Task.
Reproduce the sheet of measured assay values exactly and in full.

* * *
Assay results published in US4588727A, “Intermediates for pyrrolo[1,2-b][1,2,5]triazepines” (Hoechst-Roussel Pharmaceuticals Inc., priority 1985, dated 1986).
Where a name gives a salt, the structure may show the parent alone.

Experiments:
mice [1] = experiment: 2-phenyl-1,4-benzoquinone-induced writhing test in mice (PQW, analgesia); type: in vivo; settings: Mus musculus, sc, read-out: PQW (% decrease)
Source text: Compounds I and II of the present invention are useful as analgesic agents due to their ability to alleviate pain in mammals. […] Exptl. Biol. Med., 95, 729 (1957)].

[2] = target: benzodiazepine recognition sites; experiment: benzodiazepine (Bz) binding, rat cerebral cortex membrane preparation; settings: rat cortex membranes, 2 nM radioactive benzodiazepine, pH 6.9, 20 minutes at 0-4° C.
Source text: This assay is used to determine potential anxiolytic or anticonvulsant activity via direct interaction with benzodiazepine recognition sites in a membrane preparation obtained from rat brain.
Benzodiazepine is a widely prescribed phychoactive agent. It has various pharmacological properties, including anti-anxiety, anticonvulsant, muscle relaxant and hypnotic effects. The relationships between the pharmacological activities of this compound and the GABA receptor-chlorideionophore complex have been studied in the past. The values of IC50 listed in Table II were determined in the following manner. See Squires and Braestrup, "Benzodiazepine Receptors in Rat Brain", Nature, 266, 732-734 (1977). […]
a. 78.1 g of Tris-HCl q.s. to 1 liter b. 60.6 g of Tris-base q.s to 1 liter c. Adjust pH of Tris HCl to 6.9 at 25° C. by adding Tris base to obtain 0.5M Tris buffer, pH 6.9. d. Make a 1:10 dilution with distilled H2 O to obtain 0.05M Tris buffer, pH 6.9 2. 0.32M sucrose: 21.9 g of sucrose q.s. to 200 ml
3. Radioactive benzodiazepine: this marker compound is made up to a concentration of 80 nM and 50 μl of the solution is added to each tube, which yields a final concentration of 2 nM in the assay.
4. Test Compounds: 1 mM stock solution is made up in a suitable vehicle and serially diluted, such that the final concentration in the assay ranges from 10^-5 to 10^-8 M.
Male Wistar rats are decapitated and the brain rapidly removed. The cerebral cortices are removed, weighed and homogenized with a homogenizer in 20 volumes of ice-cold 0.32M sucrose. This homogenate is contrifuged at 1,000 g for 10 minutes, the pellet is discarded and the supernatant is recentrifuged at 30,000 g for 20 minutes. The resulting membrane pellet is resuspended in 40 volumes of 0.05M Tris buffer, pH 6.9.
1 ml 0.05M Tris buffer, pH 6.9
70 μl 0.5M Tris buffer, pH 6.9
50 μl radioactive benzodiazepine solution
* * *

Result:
Assay results published in US4588727A, “Intermediates for pyrrolo[1,2-b][1,2,5]triazepines” (Hoechst-Roussel Pharmaceuticals Inc., priority 1985, dated 1986).
Where a name gives a salt, the structure may show the parent alone.

Experiments:
mice [1] = experiment: 2-phenyl-1,4-benzoquinone-induced writhing test in mice (PQW, analgesia); type: in vivo; settings: Mus musculus, sc, read-out: PQW (% decrease)
Source text: Compounds I and II of the present invention are useful as analgesic agents due to their ability to alleviate pain in mammals. […] Exptl. Biol. Med., 95, 729 (1957)].

[2] = target: benzodiazepine recognition sites; experiment: benzodiazepine (Bz) binding, rat cerebral cortex membrane preparation; settings: rat cortex membranes, 2 nM radioactive benzodiazepine, pH 6.9, 20 minutes at 0-4° C.
Source text: This assay is used to determine potential anxiolytic or anticonvulsant activity via direct interaction with benzodiazepine recognition sites in a membrane preparation obtained from rat brain.
Benzodiazepine is a widely prescribed phychoactive agent. It has various pharmacological properties, including anti-anxiety, anticonvulsant, muscle relaxant and hypnotic effects. The relationships between the pharmacological activities of this compound and the GABA receptor-chlorideionophore complex have been studied in the past. The values of IC50 listed in Table II were determined in the following manner. See Squires and Braestrup, "Benzodiazepine Receptors in Rat Brain", Nature, 266, 732-734 (1977). […]
a. 78.1 g of Tris-HCl q.s. to 1 liter b. 60.6 g of Tris-base q.s to 1 liter c. Adjust pH of Tris HCl to 6.9 at 25° C. by adding Tris base to obtain 0.5M Tris buffer, pH 6.9. d. Make a 1:10 dilution with distilled H2 O to obtain 0.05M Tris buffer, pH 6.9 2. 0.32M sucrose: 21.9 g of sucrose q.s. to 200 ml
3. Radioactive benzodiazepine: this marker compound is made up to a concentration of 80 nM and 50 μl of the solution is added to each tube, which yields a final concentration of 2 nM in the assay.
4. Test Compounds: 1 mM stock solution is made up in a suitable vehicle and serially diluted, such that the final concentration in the assay ranges from 10^-5 to 10^-8 M.
Male Wistar rats are decapitated and the brain rapidly removed. The cerebral cortices are removed, weighed and homogenized with a homogenizer in 20 volumes of ice-cold 0.32M sucrose. This homogenate is contrifuged at 1,000 g for 10 minutes, the pellet is discarded and the supernatant is recentrifuged at 30,000 g for 20 minutes. The resulting membrane pellet is resuspended in 40 volumes of 0.05M Tris buffer, pH 6.9.
1 ml 0.05M Tris buffer, pH 6.9
70 μl 0.5M Tris buffer, pH 6.9
50 μl radioactive benzodiazepine solution